This blog post was originally published on Vicki Parnell’s personal blog space. You can read the original here.
“When humans want to attend and focus on something, we shift our gaze to that subject. If we force a person to look at us, we are eliminating our best chance to understand what they are thinking.” – Dr. Steven Gutstein
Most people want our loved ones to want to look at us. But teaching “eye contact” as a discrete skill will rarely achieve that goal. This video is an example of a child being taught to make eye contact for a specific length of time, based on an adult prompt, and in exchange for a reward. I don’t know this child or his family, but I can imagine that his parents are motivated by love and a desire that he learn to look at others. They may be concerned about the amount of information he’s missing out on by not looking at their faces, or about him appearing visibly different from his typically developing peers.
While it’s dangerous to make sweeping assumptions based on a four and a half minute video, the clip raises some important questions for parents who are thinking about their own goals for their children.
* Does this activity help the child to understand the purpose of social referencing?
* Does this activity feel pleasant, meaningful, or intrinsically rewarding for the child?
* Does this activity help to strengthen the parent-child relationship?
Alternatives to prompting eye contact
If your child isn’t making eye contact, instead of prompting her to look at you, be a detective! She is likely looking around at many things, and giving you clues about her thinking. Being curious about your child’s perspective is a very important foundation for building a strong relationship with her.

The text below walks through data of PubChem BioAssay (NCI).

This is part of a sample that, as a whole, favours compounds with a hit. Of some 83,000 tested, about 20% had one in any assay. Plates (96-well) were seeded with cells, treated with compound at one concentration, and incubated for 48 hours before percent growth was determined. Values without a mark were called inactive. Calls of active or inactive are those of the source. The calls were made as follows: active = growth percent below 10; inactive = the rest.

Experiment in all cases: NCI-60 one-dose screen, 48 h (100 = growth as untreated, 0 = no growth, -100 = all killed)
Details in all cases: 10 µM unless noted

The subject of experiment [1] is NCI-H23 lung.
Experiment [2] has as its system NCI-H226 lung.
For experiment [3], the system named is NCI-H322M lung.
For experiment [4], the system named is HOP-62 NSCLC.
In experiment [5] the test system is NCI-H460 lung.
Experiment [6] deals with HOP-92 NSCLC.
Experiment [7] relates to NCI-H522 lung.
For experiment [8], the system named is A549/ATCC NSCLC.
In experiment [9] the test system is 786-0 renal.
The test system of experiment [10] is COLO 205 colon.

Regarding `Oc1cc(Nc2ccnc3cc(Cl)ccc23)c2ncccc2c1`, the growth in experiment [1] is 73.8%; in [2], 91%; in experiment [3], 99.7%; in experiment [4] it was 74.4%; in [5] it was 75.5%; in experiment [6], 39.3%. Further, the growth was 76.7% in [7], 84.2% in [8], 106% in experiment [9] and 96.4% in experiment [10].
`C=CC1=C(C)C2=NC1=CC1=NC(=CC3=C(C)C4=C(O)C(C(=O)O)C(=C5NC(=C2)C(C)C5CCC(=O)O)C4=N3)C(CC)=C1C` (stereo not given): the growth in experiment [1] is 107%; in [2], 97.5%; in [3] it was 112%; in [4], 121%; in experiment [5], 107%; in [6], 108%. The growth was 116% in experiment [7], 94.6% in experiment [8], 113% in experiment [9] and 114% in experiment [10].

Here are some questions to ask yourself about your child’s use of eye contact.
* What IS she looking at? Why?
* If he does look into your eyes, why? What did you do (or not do) that helped to motivate him to reference your face?
* If she’s looking away from your face, why? Some autistic people find faces too intense, even painful to look at. Does your child feel overwhelmed by your face? Would it help if you used a softer facial expression, or toned down your body language?
* Is your child not referencing you because he doesn’t yet realize that your face can help him learn more about your thinking? Would it help if you exaggerated your facial expression, so that it’s easier for him to perceive what your face is communicating?
* Are you giving your child too much language to process, so that she simply doesn’t have the time or mental energy to look at you?
Vicki Parnell lives in British Columbia, Canada with her husband, Jeff, and their two marvelous teenagers. She is an avid cook, a distance runner, a voracious reader, and she travels whenever she can. As an RDI consultant, Vicki wants to empower parents as the experts on their own children, and restore a sense of hope and confidence to families affected by ASD. To contact Vicki, visit vlparnell.com